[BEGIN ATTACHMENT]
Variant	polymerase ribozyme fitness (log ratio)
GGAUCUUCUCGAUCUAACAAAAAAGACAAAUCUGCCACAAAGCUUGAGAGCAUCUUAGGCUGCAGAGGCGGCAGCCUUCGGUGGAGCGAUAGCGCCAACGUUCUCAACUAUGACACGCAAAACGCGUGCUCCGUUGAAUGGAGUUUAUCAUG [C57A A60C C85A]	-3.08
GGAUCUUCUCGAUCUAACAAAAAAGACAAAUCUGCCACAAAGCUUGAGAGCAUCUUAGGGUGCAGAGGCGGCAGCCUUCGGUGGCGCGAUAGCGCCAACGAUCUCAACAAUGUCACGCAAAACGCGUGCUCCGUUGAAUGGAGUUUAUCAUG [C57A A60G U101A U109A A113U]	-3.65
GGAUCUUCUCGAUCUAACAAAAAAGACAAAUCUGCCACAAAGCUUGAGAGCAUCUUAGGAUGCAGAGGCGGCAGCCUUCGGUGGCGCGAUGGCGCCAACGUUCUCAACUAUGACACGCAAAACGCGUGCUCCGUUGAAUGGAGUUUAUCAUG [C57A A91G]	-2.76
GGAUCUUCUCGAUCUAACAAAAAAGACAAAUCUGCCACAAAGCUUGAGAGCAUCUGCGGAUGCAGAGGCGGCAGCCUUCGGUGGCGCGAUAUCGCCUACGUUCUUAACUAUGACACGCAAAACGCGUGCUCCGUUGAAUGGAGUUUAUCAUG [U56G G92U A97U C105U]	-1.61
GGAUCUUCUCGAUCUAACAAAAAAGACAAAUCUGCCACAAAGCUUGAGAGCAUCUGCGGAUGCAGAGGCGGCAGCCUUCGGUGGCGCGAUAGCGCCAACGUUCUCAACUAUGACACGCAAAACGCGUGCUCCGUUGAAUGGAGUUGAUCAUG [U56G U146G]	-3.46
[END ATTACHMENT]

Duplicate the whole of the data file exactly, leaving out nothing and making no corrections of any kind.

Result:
Variant	polymerase ribozyme fitness (log ratio)
GGAUCUUCUCGAUCUAACAAAAAAGACAAAUCUGCCACAAAGCUUGAGAGCAUCUUAGGCUGCAGAGGCGGCAGCCUUCGGUGGAGCGAUAGCGCCAACGUUCUCAACUAUGACACGCAAAACGCGUGCUCCGUUGAAUGGAGUUUAUCAUG [C57A A60C C85A]	-3.08
GGAUCUUCUCGAUCUAACAAAAAAGACAAAUCUGCCACAAAGCUUGAGAGCAUCUUAGGGUGCAGAGGCGGCAGCCUUCGGUGGCGCGAUAGCGCCAACGAUCUCAACAAUGUCACGCAAAACGCGUGCUCCGUUGAAUGGAGUUUAUCAUG [C57A A60G U101A U109A A113U]	-3.65
GGAUCUUCUCGAUCUAACAAAAAAGACAAAUCUGCCACAAAGCUUGAGAGCAUCUUAGGAUGCAGAGGCGGCAGCCUUCGGUGGCGCGAUGGCGCCAACGUUCUCAACUAUGACACGCAAAACGCGUGCUCCGUUGAAUGGAGUUUAUCAUG [C57A A91G]	-2.76
GGAUCUUCUCGAUCUAACAAAAAAGACAAAUCUGCCACAAAGCUUGAGAGCAUCUGCGGAUGCAGAGGCGGCAGCCUUCGGUGGCGCGAUAUCGCCUACGUUCUUAACUAUGACACGCAAAACGCGUGCUCCGUUGAAUGGAGUUUAUCAUG [U56G G92U A97U C105U]	-1.61
GGAUCUUCUCGAUCUAACAAAAAAGACAAAUCUGCCACAAAGCUUGAGAGCAUCUGCGGAUGCAGAGGCGGCAGCCUUCGGUGGCGCGAUAGCGCCAACGUUCUCAACUAUGACACGCAAAACGCGUGCUCCGUUGAAUGGAGUUGAUCAUG [U56G U146G]	-3.46